Session Recap: Point of View in Memoir as Presented by Kaylie Jones

kaylie jonesReflection by Amye Archer


Point of view is one of the most challenging elements of memoir. Whose story are you telling and from whose perspective? Is it your story? If so, then how do you handle the characterization of other people in your story?

These are questions every budding, and established, memoirist faces when drafting. How lucky was I, and the other attendees of HippoCamp 2016, that we were able to gain some insight into POV from master teacher Kaylie Jones?


Kaylie is not only an accomplished memoirist and novelist, but she truly is a master teacher. During her HippoCamp 2016 session “Point of View in Memoir,” she was funny and engaging. The entire room participated in discussion and brought new insights to this topic. Kaylie began the session with examples from other memoirs, including Nick Flynn’s Another Bullshit Night in Suck City. She had handouts and everyone read a selection in which Flynn bounces in and out of other characters in his story. Kaylie then explained why and how this works.  She challenged the crowd to think about the effectiveness of the unreliable narrator and how Flynn uses this technique to create a bond with the reader.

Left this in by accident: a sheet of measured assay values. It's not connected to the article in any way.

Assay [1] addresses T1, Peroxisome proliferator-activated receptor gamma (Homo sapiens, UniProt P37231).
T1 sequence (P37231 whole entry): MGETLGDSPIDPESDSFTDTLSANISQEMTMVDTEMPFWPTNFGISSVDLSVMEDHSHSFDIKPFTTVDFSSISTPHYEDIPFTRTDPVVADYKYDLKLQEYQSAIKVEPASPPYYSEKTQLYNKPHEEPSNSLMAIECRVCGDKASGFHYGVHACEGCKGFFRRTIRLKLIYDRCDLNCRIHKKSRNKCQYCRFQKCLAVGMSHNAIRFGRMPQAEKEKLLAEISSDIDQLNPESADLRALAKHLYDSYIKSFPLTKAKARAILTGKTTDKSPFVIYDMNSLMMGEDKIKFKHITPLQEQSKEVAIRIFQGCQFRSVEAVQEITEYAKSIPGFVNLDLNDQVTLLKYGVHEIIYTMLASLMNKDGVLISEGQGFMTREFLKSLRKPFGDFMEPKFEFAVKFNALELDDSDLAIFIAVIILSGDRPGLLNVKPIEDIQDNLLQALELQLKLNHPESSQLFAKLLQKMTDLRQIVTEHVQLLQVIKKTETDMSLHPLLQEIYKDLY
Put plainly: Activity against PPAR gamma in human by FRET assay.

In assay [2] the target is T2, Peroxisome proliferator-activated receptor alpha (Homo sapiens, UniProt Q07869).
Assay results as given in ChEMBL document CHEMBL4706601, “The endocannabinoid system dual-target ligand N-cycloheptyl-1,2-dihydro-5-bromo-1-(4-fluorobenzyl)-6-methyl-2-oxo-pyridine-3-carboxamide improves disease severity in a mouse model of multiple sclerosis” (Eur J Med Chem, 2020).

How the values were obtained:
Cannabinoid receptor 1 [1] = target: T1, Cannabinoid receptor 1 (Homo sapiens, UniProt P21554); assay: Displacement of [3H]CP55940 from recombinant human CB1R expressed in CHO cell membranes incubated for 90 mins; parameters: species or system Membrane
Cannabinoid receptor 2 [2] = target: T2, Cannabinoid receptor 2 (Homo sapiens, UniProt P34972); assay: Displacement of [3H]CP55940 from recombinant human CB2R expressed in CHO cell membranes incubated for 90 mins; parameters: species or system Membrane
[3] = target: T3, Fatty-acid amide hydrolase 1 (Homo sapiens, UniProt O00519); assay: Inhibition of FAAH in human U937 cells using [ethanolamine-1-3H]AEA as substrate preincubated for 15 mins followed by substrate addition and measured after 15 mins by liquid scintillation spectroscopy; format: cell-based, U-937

Kaylie also used several examples from her own memoir, Lies My Mother Never Told Me, to illustrate her own struggles with point of view. This led to an interesting discussion about representing people in your story with whom you are estranged. She spoke honestly about an often overlooked consideration in memoir-that of permission. Do we as children, spouses, ex-lovers, parents, etc of our characters have permission to write from their point of view? Many participants were interested in this conversation and it was enormously insightful.


A good teacher can engage a classroom without using a lot of bells and whistles in the form of technology and visual aids. But a master teacher can walk into a room with nothing and leave students fascinated and full of introspection. Kaylie Jones did exactly that at HippoCamp. Armed with nothing more than a few books, she managed to foster one of the most interesting sessions of the weekend.